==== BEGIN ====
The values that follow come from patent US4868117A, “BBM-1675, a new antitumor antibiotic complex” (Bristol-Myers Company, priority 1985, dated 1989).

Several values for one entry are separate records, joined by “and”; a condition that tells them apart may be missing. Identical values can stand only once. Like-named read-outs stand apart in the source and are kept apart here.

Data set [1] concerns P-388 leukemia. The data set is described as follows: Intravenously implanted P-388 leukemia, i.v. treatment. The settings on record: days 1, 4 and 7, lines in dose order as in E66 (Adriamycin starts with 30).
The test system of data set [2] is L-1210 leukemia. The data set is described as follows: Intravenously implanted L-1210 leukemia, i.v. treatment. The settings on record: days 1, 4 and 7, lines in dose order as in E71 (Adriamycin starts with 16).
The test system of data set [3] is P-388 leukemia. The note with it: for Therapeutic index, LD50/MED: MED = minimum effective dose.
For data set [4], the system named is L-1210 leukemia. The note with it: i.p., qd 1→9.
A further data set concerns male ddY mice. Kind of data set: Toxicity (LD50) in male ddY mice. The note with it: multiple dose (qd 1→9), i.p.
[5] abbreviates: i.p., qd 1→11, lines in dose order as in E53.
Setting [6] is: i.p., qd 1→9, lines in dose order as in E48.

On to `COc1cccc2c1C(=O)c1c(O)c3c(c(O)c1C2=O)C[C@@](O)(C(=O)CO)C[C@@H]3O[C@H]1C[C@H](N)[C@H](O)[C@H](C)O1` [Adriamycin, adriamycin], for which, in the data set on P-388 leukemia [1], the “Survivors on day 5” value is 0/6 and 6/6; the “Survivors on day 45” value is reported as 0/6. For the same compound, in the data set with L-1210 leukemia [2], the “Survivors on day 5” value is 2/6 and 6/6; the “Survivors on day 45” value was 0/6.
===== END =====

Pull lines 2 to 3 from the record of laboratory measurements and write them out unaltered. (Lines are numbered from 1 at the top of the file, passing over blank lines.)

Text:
Several values for one entry are separate records, joined by “and”; a condition that tells them apart may be missing. Identical values can stand only once. Like-named read-outs stand apart in the source and are kept apart here.

Data set [1] concerns P-388 leukemia. The data set is described as follows: Intravenously implanted P-388 leukemia, i.v. treatment. The settings on record: days 1, 4 and 7, lines in dose order as in E66 (Adriamycin starts with 30).